Last summer was my first as a project engineer for a mechanical contractor. I learned quite a bit, including how to handle a broken water main on a Friday afternoon.
We do a lot of work for telecommunication hubs in the Portland area. These hubs may exist as small, unoccupied buildings full of switching gear or larger facilities. A good customer called us on a Friday to investigate a communication hub in a residential neighborhood. Their water meter was spinning out of control with no obvious reason. The building was an old church that had been retrofitted for equipment and included a restroom and a small office. By isolating the main between the meter and the basement, a leak underneath the basement floor was determined. An old 3-in. galvanized water line had given way and was spilling water into the ground.
There was potential to stick our client with a lot of overtime that weekend to dig up and repair the main. Both the HVAC equipment and restroom required water.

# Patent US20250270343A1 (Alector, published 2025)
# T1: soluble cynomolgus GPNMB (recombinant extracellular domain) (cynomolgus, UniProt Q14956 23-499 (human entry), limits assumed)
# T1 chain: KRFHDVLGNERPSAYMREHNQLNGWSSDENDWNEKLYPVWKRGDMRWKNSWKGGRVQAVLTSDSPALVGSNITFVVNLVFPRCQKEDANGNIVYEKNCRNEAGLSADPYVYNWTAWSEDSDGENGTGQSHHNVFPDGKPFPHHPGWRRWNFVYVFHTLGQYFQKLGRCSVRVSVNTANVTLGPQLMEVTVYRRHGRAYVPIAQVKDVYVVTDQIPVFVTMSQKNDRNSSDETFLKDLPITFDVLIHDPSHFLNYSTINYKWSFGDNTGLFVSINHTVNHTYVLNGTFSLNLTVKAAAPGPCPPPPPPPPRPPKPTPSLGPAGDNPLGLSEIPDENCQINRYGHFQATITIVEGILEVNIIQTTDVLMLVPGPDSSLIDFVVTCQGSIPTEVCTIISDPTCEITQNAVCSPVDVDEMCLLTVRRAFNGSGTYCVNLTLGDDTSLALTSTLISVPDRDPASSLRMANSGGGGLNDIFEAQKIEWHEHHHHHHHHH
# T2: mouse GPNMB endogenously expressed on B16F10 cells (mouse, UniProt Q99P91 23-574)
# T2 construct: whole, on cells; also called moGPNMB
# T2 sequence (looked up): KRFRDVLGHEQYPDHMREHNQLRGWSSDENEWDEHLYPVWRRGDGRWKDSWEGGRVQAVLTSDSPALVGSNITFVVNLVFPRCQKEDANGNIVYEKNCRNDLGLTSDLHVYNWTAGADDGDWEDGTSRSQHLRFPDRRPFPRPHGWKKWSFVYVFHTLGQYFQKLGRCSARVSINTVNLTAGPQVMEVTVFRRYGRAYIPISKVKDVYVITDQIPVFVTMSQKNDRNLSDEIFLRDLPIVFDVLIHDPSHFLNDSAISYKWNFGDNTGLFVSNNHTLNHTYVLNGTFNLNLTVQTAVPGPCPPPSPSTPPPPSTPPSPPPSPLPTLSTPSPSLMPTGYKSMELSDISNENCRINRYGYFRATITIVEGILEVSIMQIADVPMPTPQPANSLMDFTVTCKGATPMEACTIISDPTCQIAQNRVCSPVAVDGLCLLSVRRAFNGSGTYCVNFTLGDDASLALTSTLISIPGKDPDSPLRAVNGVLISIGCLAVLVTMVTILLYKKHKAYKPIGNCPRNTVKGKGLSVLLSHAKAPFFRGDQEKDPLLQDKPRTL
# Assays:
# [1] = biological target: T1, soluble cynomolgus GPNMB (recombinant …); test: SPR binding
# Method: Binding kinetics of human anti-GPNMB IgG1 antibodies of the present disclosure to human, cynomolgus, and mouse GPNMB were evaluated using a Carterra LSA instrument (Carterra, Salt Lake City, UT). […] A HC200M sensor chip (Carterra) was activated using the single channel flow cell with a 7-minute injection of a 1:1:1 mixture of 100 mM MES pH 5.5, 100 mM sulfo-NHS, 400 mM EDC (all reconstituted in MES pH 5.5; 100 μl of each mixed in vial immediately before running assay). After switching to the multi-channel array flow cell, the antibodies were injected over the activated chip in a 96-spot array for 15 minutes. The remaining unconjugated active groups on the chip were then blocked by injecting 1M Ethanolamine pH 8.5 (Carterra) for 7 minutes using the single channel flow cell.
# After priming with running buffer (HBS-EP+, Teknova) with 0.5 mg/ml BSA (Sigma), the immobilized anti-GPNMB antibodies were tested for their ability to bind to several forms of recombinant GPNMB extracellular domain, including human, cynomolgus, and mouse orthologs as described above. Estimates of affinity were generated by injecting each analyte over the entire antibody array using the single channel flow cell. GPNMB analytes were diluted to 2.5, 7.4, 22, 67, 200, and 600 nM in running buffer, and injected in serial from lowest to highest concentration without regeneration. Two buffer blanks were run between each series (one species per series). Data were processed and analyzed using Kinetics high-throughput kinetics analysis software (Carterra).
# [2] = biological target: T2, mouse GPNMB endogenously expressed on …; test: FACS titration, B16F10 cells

The quick fix that got us through the weekend was to run a garden hose from the water meter to a hose bib on the side of the building. An adapter and hose fitting were installed easily upstream of the meter. We back fed the domestic cold-water supply through the garden hose and hose bib. This supplied non-potable water via the reduced pressure zone backflow-preventing device to the HVAC equipment. It also allowed temporary use of the water closet. Finally, this allowed everyone, including our union labor, to knock off that Friday and dig up the broken line the following week.
Tom Hudson, LEED AP
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